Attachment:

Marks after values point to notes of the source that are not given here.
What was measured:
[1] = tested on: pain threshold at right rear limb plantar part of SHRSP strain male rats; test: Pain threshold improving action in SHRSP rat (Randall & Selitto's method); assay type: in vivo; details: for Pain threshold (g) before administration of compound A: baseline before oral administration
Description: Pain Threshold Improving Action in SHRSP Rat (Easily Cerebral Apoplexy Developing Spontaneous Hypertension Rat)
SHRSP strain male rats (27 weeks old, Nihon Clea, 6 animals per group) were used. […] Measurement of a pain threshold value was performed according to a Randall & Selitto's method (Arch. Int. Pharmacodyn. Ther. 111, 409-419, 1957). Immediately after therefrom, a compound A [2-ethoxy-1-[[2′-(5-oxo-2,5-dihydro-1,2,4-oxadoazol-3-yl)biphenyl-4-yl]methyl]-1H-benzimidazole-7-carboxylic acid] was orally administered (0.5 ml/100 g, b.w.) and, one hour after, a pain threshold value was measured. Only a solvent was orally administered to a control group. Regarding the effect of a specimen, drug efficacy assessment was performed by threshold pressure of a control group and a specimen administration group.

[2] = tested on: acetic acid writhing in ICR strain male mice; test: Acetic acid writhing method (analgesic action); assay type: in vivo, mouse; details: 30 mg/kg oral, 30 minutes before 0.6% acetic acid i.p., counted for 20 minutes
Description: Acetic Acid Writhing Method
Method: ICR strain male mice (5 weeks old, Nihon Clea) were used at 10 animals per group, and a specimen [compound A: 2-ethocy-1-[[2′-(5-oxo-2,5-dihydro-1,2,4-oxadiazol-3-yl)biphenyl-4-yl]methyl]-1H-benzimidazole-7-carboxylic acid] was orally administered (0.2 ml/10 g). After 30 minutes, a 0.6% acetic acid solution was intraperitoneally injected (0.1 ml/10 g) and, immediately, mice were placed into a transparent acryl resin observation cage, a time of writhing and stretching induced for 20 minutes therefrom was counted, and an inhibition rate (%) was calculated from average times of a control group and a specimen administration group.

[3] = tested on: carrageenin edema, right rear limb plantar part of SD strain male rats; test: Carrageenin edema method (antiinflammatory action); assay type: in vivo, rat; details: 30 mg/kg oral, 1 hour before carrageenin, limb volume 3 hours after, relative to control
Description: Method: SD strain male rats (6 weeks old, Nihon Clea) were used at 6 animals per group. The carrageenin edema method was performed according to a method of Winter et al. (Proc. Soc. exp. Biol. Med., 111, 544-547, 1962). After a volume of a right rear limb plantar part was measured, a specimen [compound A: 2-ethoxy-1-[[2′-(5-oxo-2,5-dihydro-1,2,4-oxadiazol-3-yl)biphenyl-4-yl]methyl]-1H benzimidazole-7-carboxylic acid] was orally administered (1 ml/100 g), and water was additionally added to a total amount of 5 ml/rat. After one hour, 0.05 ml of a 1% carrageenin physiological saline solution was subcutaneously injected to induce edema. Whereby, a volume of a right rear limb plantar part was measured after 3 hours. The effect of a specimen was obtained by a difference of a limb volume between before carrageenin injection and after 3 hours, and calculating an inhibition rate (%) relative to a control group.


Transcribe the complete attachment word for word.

Marks after values point to notes of the source that are not given here.
What was measured:
[1] = tested on: pain threshold at right rear limb plantar part of SHRSP strain male rats; test: Pain threshold improving action in SHRSP rat (Randall & Selitto's method); assay type: in vivo; details: for Pain threshold (g) before administration of compound A: baseline before oral administration
Description: Pain Threshold Improving Action in SHRSP Rat (Easily Cerebral Apoplexy Developing Spontaneous Hypertension Rat)
SHRSP strain male rats (27 weeks old, Nihon Clea, 6 animals per group) were used. […] Measurement of a pain threshold value was performed according to a Randall & Selitto's method (Arch. Int. Pharmacodyn. Ther. 111, 409-419, 1957). Immediately after therefrom, a compound A [2-ethoxy-1-[[2′-(5-oxo-2,5-dihydro-1,2,4-oxadoazol-3-yl)biphenyl-4-yl]methyl]-1H-benzimidazole-7-carboxylic acid] was orally administered (0.5 ml/100 g, b.w.) and, one hour after, a pain threshold value was measured. Only a solvent was orally administered to a control group. Regarding the effect of a specimen, drug efficacy assessment was performed by threshold pressure of a control group and a specimen administration group.

[2] = tested on: acetic acid writhing in ICR strain male mice; test: Acetic acid writhing method (analgesic action); assay type: in vivo, mouse; details: 30 mg/kg oral, 30 minutes before 0.6% acetic acid i.p., counted for 20 minutes
Description: Acetic Acid Writhing Method
Method: ICR strain male mice (5 weeks old, Nihon Clea) were used at 10 animals per group, and a specimen [compound A: 2-ethocy-1-[[2′-(5-oxo-2,5-dihydro-1,2,4-oxadiazol-3-yl)biphenyl-4-yl]methyl]-1H-benzimidazole-7-carboxylic acid] was orally administered (0.2 ml/10 g). After 30 minutes, a 0.6% acetic acid solution was intraperitoneally injected (0.1 ml/10 g) and, immediately, mice were placed into a transparent acryl resin observation cage, a time of writhing and stretching induced for 20 minutes therefrom was counted, and an inhibition rate (%) was calculated from average times of a control group and a specimen administration group.

[3] = tested on: carrageenin edema, right rear limb plantar part of SD strain male rats; test: Carrageenin edema method (antiinflammatory action); assay type: in vivo, rat; details: 30 mg/kg oral, 1 hour before carrageenin, limb volume 3 hours after, relative to control
Description: Method: SD strain male rats (6 weeks old, Nihon Clea) were used at 6 animals per group. The carrageenin edema method was performed according to a method of Winter et al. (Proc. Soc. exp. Biol. Med., 111, 544-547, 1962). After a volume of a right rear limb plantar part was measured, a specimen [compound A: 2-ethoxy-1-[[2′-(5-oxo-2,5-dihydro-1,2,4-oxadiazol-3-yl)biphenyl-4-yl]methyl]-1H benzimidazole-7-carboxylic acid] was orally administered (1 ml/100 g), and water was additionally added to a total amount of 5 ml/rat. After one hour, 0.05 ml of a 1% carrageenin physiological saline solution was subcutaneously injected to induce edema. Whereby, a volume of a right rear limb plantar part was measured after 3 hours. The effect of a specimen was obtained by a difference of a limb volume between before carrageenin injection and after 3 hours, and calculating an inhibition rate (%) relative to a control group.